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Our History

The Newcomers Club of Fort Wayne was founded in 1937 by Marie Kane, a member of the Civic Activities Association. Employed by this organization, Ms. Kane welcomed new residents to the city, leaving them with a booklet filled with coupons from local merchants hoping to capture sales and services required by new homeowners. Marie was known as the unofficial hostess for the city of Fort Wayne.

Ms. Kane became aware that many newcomers were at a loss socially in their new community. As a result, she invited 20 women, all strangers to one another, to a bridge luncheon at her home. These 20 women enthusiastically agreed to organize as the "newcomers club." That luncheon was the first of many teas, cocktail parties, luncheons and board meetings. The group grew quickly, doubling its membership in the first year. In May, 1938 the "hospitality committee" was born. It was established that a personal call would be made to each new resident of Fort Wayne to explain the purpose of the club and the opportunity it offered. In June 1938 the constitution of the Newcomers Club of Fort Wayne was drawn up. It stated the motto: For Others - The Bridge to Friendship; the object: the development of fellowship and acquaintance among new residents of Fort Wayne and their assimilation into the citizenship and social activities of their new community.

Being sensitive to the needs of each newcomer, hobby groups were developed in August of 1938. Swimming at the YMCA, a bridge group and a book club were the first groups formed. The opportunities afforded in the smaller hobby groups to make close acquaintances became very clear as the Club increased in size. New hobby groups formed whenever new interests surfaced. Even today, the hobby groups continue to change with the shifting interests of the membership and times. Many immigrants to Fort Wayne who joined the Newcomers Club successfully established The International Club under the Newcomers banner.

In 1939, a letter of farewell was written to the charter members who had been members of the club the prescribed two years, as stipulated by the constitution. Marie Kane, a perceptive woman of great insight, realized that the Club always needed space in each hobby group for new members. She firmly believed that within 2 years a family should be fully integrated in the community, thereby leaving available space for new Newcomers!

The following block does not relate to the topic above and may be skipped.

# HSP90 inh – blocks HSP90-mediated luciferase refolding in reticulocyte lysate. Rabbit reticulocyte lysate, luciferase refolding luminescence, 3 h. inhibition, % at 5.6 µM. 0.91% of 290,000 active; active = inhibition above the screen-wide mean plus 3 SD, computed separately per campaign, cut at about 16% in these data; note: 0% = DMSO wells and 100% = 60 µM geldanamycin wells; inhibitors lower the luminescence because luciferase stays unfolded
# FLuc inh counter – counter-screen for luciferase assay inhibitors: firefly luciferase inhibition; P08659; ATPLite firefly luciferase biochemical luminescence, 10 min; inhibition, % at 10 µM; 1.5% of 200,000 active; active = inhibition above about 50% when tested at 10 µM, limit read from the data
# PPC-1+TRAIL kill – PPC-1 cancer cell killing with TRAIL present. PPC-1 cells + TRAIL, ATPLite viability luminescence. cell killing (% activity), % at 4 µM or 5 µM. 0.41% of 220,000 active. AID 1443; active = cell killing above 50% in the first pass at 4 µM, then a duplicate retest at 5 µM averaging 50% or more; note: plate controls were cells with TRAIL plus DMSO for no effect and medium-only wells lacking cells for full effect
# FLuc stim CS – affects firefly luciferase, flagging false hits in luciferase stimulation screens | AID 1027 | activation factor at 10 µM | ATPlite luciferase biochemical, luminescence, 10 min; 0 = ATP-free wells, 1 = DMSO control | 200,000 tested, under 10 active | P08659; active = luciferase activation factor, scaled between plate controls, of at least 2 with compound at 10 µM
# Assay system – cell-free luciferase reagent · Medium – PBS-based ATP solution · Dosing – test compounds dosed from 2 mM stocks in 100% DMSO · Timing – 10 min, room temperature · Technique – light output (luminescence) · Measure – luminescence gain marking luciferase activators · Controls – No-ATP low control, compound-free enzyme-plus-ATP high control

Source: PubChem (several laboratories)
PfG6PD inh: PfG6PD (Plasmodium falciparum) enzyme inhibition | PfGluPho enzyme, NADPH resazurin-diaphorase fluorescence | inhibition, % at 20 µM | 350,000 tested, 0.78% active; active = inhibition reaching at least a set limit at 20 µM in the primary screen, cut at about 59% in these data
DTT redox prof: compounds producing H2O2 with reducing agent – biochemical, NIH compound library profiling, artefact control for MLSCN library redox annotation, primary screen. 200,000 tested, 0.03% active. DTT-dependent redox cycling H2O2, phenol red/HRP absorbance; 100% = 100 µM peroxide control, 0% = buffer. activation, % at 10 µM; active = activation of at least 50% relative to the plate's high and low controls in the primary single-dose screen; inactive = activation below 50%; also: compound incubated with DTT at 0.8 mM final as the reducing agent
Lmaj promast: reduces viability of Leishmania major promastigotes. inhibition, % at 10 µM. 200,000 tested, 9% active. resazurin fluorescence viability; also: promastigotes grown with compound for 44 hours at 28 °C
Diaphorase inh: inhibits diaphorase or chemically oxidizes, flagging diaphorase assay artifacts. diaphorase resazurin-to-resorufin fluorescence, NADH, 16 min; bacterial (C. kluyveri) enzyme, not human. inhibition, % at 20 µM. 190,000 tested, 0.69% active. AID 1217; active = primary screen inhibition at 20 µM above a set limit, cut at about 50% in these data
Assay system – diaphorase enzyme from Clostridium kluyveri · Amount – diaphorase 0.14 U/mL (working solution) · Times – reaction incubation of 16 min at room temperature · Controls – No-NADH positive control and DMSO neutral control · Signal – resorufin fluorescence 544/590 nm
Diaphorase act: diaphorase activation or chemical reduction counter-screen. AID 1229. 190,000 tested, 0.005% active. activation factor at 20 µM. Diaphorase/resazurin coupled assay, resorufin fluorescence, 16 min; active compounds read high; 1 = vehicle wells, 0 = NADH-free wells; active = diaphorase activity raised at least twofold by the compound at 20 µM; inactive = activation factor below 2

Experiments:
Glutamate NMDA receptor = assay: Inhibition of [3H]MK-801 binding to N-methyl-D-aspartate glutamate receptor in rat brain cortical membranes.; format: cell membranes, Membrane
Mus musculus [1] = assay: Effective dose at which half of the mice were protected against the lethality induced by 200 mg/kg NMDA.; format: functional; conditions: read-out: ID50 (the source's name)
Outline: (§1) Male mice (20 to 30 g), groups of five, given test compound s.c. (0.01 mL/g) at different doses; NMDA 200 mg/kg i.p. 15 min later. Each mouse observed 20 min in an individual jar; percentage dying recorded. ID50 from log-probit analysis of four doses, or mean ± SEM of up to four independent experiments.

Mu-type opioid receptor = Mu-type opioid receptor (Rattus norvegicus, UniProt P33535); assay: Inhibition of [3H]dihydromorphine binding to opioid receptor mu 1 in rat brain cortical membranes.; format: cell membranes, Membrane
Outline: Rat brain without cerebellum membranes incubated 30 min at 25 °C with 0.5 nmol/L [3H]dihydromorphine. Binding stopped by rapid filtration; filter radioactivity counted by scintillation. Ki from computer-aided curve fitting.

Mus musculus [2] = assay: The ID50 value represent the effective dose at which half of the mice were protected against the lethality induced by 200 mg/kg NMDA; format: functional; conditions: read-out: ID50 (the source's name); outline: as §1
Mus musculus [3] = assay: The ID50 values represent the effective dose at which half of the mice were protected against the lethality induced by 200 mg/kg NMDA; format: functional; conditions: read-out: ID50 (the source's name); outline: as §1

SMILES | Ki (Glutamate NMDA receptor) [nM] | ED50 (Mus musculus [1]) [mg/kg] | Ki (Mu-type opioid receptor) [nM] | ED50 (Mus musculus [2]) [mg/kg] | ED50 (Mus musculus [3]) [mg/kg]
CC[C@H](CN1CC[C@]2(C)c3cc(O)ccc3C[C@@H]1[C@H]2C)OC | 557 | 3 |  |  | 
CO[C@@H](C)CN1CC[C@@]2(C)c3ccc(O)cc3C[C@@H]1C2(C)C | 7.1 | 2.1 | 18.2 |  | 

By 1986 the Club was so successful that membership had grown to 350 couples. Not wanting to sever the ties of friendship, but still needing to limit the membership to a reasonable number for luncheons and hobby groups, it was decided to divide the group, spawning the birth of the sister club, Encore. Encore receives Newcomer members after 4 full years of membership in Newcomers. During this time period, Newcomers may hold dual membership in both organizations. After the 5th year, members become full members of Encore, enabling the Newcomers Club to always have space to welcome Fort Wayne's newest residents.

Keeping all activities social, with business conducted only by board members, has been one factor in the Club's success. Warm personal touches, such as the holding each month of a small, informal coffee for prospective members and the meeting of hobby groups in members' homes, has also generated a feeling of caring and hospitality for each member. As administrative problems arise, adjustments are made. In December of 1954, the Newcomers Club of Fort Wayne became incorporated as a non-profit organization. Each year the board reviews the needs of the Club and many changes have been necessitated over the years. In recent years, a monthly newsletter is produced and sent to each member to keep each member abreast of Club events. An annual directory is also published each summer and distributed at the annual Hobby Luncheon in September. In 2004, the board voted and executed the launch of a new logo for the Club and the first Newcomer website. As the Club changes and grows, the board diligently and capably makes changes in the best interests of all club members.

In July, 1974, Marie Kane died, active and committed to Newcomers even from her hospital bed. She leaves behind a legacy of which we can all be proud to be a part. For 37 years, Marie Kane was hostess to thousands of new residents, making them feel welcome, helping them to become assimilated, and giving them the opportunity to become part of the Fort Wayne community. Each Newcomer member promotes the legacy with each welcoming smile and handshake offered to each prospective member.